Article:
"The level of support we have received has been a great comfort at this time. The impact of the statements of the President, Attorney General and FBI make us feel more secure about the safety of our community in the coming days," said ADC President Ziad Asali. 

AAI President James Zogby noted, "While America has suffered an unimaginable blow and we are in the midst of a national tragedy, it is significant to note that we have been overwhelmed by the expressions of support. The Justice Department made it clear that they will protect our rights and the U.S. Senate has already passed a resolution denouncing discrimination against Arab Americans." 



Meanwhile, AFP said that Arab countries stepped up calls for Washington on Thursday not to launch an anti-Arab crusade after the terror attacks in the United States, for which early suspicions point at Islamic militants. 

The Palestinian leadership, meanwhile, has been scrambling to limit the damage from scenes of jubilation among some Palestinians on the very day the world was stunned by the suicide plane bombings in New York and Washington. 

Lebanon's Prime Minister Rafiq Hariri, who has good relations with the United States, said Washington had every right to seek revenge against the perpetrators for the attacks that claimed thousands of innocent lives. 

But he stressed that any retaliation should hit the right targets. 

"If the evidence is clear, then everybody will support (US military action) because nobody can accept what happened Tuesday," he said in an interview on CNN television. 

In Egypt, another friend of the United States, Foreign Minister Ahmad Maher also cautioned the United States against jumping the gun. 

"We cannot anticipate the results of the investigation and make accusations without proof," Maher told reporters. "We must wait for the results of the inquiry and punish the authors of the attacks."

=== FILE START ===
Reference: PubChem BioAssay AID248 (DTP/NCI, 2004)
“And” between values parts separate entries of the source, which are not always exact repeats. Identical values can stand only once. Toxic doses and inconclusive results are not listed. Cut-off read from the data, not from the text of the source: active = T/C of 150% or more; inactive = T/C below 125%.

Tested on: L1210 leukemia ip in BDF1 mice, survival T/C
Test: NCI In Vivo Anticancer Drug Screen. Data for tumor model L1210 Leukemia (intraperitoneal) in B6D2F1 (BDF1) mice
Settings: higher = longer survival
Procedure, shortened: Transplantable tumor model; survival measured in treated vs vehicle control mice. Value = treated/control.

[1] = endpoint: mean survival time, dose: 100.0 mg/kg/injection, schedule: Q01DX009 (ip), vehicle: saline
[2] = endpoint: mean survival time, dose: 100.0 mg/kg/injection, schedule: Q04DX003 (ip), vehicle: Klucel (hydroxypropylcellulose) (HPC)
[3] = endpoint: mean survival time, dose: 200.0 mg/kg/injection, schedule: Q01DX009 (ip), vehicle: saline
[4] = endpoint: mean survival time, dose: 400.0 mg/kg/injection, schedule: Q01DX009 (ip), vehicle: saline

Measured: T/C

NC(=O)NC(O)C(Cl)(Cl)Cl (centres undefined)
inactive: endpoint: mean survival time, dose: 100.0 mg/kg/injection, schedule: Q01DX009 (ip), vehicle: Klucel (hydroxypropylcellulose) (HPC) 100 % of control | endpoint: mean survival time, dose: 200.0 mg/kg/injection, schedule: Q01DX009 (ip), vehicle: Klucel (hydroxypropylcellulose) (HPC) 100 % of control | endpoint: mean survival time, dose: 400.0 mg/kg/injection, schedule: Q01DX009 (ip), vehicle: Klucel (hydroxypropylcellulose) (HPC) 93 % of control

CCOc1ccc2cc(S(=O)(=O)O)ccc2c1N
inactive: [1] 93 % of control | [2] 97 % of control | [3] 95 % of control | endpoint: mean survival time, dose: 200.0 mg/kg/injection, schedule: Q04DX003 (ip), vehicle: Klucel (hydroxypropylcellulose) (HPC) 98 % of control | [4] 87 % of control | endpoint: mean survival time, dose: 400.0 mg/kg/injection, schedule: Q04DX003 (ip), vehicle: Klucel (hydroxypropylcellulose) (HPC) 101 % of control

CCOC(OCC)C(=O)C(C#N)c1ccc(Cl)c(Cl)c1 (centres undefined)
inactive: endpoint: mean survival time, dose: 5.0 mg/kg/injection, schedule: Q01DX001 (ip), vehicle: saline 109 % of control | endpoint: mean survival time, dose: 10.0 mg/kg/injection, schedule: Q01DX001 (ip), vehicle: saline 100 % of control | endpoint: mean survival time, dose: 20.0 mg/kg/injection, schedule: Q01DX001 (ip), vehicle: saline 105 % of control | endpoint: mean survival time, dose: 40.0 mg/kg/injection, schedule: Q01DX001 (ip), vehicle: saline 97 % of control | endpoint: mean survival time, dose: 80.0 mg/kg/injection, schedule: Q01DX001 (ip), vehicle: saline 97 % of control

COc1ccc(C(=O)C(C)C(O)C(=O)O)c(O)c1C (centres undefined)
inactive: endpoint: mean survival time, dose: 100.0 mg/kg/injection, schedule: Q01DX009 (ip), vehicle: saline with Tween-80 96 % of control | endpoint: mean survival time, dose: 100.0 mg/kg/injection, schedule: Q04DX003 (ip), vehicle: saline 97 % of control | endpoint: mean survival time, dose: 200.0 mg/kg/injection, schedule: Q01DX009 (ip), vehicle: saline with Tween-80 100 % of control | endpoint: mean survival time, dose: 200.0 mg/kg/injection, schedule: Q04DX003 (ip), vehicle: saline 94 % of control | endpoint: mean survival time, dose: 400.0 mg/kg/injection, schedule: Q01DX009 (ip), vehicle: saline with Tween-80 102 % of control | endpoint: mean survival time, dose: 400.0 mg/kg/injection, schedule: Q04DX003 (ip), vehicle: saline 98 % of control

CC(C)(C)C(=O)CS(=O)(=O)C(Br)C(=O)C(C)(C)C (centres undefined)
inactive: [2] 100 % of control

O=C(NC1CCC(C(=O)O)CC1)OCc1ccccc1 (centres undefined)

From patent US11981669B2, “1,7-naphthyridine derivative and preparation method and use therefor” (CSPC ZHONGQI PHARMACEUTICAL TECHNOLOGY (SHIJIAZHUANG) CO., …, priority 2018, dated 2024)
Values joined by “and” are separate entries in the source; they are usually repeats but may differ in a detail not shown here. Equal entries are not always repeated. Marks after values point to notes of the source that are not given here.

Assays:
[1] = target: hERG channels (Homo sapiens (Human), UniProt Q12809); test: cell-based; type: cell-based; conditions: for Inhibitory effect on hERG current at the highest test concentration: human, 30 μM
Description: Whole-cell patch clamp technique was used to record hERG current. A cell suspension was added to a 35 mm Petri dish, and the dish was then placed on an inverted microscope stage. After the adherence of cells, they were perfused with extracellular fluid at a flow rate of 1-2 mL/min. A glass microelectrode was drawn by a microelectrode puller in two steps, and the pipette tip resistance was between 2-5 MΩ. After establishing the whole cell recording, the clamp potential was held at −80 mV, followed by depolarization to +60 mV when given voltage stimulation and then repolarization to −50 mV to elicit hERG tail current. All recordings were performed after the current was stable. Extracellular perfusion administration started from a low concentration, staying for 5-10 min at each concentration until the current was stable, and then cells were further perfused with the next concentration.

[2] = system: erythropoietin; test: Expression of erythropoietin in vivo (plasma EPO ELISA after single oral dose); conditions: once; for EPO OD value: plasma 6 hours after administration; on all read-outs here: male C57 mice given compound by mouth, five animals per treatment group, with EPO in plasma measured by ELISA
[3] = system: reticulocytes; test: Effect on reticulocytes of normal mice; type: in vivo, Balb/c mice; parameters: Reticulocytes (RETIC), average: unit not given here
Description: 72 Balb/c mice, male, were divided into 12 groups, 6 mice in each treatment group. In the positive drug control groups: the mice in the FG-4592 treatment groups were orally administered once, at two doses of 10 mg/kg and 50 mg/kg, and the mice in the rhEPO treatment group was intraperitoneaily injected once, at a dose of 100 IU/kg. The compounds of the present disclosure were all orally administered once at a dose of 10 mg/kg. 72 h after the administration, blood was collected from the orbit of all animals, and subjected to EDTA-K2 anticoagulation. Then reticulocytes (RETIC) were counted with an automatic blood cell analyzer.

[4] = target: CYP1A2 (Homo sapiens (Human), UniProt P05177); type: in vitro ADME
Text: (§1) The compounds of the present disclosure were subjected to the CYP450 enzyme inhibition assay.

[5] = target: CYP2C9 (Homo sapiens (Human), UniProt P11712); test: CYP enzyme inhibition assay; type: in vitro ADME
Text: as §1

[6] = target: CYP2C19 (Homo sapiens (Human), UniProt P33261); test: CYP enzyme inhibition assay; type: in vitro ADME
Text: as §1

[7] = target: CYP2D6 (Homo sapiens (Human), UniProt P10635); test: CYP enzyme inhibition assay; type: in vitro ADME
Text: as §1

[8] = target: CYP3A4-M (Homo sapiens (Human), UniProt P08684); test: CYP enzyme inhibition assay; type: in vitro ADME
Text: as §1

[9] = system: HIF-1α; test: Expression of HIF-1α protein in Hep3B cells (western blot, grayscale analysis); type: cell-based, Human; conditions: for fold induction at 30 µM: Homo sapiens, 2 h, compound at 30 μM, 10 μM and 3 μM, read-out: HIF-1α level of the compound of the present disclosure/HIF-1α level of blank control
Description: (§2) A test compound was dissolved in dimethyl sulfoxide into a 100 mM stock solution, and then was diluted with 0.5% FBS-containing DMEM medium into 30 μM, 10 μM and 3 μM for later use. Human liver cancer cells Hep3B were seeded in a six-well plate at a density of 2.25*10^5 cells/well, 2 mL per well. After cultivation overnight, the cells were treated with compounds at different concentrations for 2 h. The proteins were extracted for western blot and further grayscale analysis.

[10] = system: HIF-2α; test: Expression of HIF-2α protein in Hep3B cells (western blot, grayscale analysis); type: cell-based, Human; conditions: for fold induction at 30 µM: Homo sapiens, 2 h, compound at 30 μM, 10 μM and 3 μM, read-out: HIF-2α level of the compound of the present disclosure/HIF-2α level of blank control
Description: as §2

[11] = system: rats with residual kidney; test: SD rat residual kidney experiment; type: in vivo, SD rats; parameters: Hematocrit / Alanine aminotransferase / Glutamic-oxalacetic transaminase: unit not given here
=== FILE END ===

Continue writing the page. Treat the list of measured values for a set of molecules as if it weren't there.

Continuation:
Syria reasserted its own line, drawing a distinction between terrorism and "legitimate Arab resistance" against Israeli occupation. 

"We as Arabs, Muslims and Christians, are not terrorists," the Damascus government paper Ath-Thawra said. "It is Zionism and Zionist organisations in the western world who are making these false accusations against us." 

The official media warned that a global war on terrorism must not be waged at the expense of the Arabs. 

President Bashar al-Assad, in a message of condolences, called for "world cooperation to eradicate terrorism in all its forms and protect the most basic human rights, including the right to live in peace and security." 

In official Syrian-speak, "terrorism in all its forms" includes Israel's repression in the Palestinian territories. 

And Arab League chief Amr Moussa said he has asked US Secretary of Sate Colin Powell to ensure no harm comes to Arabs and Muslims living in the United States. 

Mussa also asked Powell not to jump to conclusions in a way that could lead to "dangerous repercussions." 

Palestinian President Yasser Arafat gave blood on Tuesday for victims of the tragedy in the United States and has called for a minute's silence in the West Bank and Gaza Strip. 

But Israel's Prime Minister Ariel Sharon on Wednesday stepped up the verbal offensive against his foe in the year-old Palestinian uprising against Israeli occupation that has claimed more than 800 lives. 

"Everyone has their bin Laden ... and ours is called Yasser Arafat," he told Powell in a telephone call, referring to suspected Arab terrorist mastermind Osama bin Laden who is the No. 1 suspect for the US attacks – 

© 2001 Al Bawaba (